But in times of war, many, if not most, Israeli journalists — with some admirable exceptions — hunker down with the rest of the country and are afraid to ask tough questions, especially in the early days of a military campaign. Instead, they tend to parrot the country’s political and military leaders. (The Hebrew phrase critics have for journalists in these times is — meguyasim — the drafted, or recruited.) Israelis are barred from entering Gaza. And with that access cut off, few Israeli journalists have cultivated Palestinian sources because there is amazingly little interest among the Israeli public in understanding Palestinian affairs. [Continue reading...]
Max Blumenthal writes: MSNBC contributor Rula Jebreal’s on-air protest of the network’s slanted coverage of Israel’s ongoing assault on the Gaza Strip has brought media suppression of the Israel-Palestine debate into sharp focus. Punished for her act of dissent with the cancellation of all future appearances and the termination of her contract, Jebreal spoke to me about what prompted her to speak out and why MSNBC was presenting such a distorted view of the crisis.
“I couldn’t stay silent after seeing the amount of airtime given to Israeli politicians versus Palestinians,” Jebreal told me. “They say we are balanced but their idea of balance is 90 percent Israeli guests and 10 percent Palestinians. This kind of media is what leads to the failing policies that we see in Gaza.”
She continued, “We as journalists are there to afflict the comfortable and who is comfortable in this case? Who is really endangering both sides and harming American interests in the region? It’s those enforcing the status quo of the siege of Gaza and the occupation of the West Bank.”
Jebreal said that in her two years as an MSNBC contributor, she had protested the network’s slanted coverage repeatedly in private conversations with producers. “I told them we have a serious issue here,” she explained. “But everybody’s intimidated by this pressure and if it’s not direct then it becomes self-censorship.”
With her criticism of her employer’s editorial line, she has become the latest casualty of the pro-Israel pressure. “I have been told to my face that I wasn’t invited on to shows because I was Palestinian,” Jebreal remarked. “I didn’t believe it at the time. Now I believe it.”
An NBC producer speaking on condition of anonymity confirmed Jebreal’s account, describing to me a top-down intimidation campaign aimed at presenting an Israeli-centric view of the attack on the Gaza Strip. The NBC producer told me that MSNBC President Phil Griffin and NBC executives are micromanaging coverage of the crisis, closely monitoring contributors’ social media accounts and engaging in a “witch hunt” against anyone who strays from the official line. [Continue reading...]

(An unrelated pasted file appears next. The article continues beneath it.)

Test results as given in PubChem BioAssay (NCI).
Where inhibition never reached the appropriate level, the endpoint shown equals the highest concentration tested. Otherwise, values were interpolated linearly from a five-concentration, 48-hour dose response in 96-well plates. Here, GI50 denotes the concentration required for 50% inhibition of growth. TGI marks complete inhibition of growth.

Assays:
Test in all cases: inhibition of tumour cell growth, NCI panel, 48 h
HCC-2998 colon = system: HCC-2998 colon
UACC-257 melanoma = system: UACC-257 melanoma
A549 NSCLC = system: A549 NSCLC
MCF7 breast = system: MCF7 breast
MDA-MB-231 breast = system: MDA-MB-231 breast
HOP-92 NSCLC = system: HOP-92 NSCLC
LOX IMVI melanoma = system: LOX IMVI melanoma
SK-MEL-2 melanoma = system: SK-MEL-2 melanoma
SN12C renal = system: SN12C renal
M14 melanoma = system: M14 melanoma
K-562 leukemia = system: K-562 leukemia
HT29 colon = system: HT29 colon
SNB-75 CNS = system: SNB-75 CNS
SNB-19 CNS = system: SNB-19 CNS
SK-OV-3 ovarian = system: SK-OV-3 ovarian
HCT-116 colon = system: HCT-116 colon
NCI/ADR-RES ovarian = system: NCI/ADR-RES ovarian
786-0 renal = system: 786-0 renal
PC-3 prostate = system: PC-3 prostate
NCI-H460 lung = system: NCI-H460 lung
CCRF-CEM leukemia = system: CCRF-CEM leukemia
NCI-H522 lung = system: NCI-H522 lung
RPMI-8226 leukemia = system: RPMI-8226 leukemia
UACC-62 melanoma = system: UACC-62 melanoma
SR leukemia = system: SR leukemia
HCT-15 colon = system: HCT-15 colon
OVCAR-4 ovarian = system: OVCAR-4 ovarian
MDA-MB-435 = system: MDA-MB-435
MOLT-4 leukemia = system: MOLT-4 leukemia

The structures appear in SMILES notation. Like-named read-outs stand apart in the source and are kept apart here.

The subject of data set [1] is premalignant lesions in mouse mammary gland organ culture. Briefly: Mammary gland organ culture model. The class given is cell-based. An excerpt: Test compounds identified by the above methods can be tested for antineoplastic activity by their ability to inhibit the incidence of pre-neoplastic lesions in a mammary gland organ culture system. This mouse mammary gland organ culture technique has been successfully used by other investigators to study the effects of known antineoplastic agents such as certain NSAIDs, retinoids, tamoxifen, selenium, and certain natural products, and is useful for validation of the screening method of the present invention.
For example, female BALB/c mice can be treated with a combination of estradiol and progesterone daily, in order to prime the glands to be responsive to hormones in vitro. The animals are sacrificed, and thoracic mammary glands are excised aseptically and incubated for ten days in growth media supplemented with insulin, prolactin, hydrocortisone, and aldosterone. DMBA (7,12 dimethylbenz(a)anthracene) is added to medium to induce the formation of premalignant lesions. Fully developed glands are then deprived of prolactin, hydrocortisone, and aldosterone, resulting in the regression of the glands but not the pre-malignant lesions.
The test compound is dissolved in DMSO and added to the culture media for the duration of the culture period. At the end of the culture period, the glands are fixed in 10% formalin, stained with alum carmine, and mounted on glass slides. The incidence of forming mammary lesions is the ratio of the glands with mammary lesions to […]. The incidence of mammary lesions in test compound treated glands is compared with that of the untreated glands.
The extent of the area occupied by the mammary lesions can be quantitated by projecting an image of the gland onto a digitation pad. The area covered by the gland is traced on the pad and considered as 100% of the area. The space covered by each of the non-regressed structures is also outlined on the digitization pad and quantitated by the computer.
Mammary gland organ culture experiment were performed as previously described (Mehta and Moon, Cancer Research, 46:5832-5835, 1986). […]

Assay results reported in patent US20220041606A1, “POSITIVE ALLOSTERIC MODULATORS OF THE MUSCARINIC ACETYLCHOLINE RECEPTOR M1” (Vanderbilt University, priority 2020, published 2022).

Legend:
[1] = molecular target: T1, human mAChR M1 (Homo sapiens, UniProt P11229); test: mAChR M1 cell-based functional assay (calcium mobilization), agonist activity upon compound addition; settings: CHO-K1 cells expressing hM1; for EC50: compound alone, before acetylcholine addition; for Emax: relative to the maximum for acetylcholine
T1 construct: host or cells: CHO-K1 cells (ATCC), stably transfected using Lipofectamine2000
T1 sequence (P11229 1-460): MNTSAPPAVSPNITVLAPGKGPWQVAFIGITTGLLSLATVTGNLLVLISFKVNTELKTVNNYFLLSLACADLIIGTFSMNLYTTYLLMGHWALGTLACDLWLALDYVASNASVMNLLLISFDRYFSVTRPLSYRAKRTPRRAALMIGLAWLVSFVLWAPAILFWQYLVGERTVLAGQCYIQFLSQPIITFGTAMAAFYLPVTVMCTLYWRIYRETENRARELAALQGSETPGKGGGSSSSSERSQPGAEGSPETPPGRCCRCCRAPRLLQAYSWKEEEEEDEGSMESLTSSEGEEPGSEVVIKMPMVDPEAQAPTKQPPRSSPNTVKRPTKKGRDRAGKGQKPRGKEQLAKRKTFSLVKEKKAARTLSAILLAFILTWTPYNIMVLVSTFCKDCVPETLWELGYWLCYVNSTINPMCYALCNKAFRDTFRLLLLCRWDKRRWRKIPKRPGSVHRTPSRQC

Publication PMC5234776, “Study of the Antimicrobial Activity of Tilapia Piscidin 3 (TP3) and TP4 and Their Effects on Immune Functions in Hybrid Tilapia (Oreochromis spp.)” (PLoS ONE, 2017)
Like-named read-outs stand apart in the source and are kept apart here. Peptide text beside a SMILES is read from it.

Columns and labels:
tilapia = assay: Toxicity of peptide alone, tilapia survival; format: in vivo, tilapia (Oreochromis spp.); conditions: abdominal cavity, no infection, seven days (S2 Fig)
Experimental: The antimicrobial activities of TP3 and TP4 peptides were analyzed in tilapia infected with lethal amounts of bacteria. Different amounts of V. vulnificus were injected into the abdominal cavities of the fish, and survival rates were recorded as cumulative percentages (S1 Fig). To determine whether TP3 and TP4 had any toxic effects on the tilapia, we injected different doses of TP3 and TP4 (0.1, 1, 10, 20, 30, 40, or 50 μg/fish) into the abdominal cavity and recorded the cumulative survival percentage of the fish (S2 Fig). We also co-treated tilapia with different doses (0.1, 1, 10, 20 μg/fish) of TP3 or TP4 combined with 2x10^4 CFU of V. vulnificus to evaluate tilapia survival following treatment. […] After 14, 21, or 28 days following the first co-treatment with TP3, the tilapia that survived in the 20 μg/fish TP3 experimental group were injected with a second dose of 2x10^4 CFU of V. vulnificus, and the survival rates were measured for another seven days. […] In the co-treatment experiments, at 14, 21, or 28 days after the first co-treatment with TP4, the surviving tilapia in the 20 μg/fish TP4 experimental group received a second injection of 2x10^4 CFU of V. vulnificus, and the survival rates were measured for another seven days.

Adam Holland writes: Operating a fake news channel to promote state propaganda comes with considerable intrinsic problems and contradictions. Propaganda and news reporting have contrary purposes that propagandists carefully work to obscure by various means. That’s the art of propaganda: blurring the line between reality and BS, creating false equivalencies between the two, and implicitly arguing that the BS is superior. That’s easy for the propagandist when he can cherry-pick what he covers and restrict the information that enters into the conversation. But occasionally events overtake the propagandist’s ability to control the message. The mask slips, and he is revealed as being what he was all along: a craftsman of untruths.
That’s exactly what’s happened very suddenly and clearly yesterday at Russia’s RT news agency. As the wreckage of MH17 burned in the streets and yards of a small town in Donetsk Region in Ukraine, and as the bodies of its 298 passengers and crew lay where they were strewn, unburied and still warm, the people at RT and other Russian propaganda outlets rushed to fill the void between rapidly unfolding reality and the needs of those in power in Russia. How could they both present the appearance of reporting while maintaining Putin’s brand?
Under ordinary circumstances, RT can carefully craft their reporting to fit their underlying message, but when a surface-to-air missile downed that plane, this process was exposed and thrown out of control.
In the morning, as their video showed the smoking wreckage of MH17, RT repeatedly aired two sound clips from two interviews: one with an anonymous witness who off-handedly claimed that he saw the SAM launched from a Ukrainian army position, and another with an anonymous Russian military expert who asserted that the Ukrainian military must have downed the plane. The expert based this conclusion not on any particular knowledge of the facts concerning the shoot-down, but on his assessment of the Ukrainian military as being “inept”. These two clips were repeatedly played on Thursday morning, at least once every 15 minutes. [Continue reading...]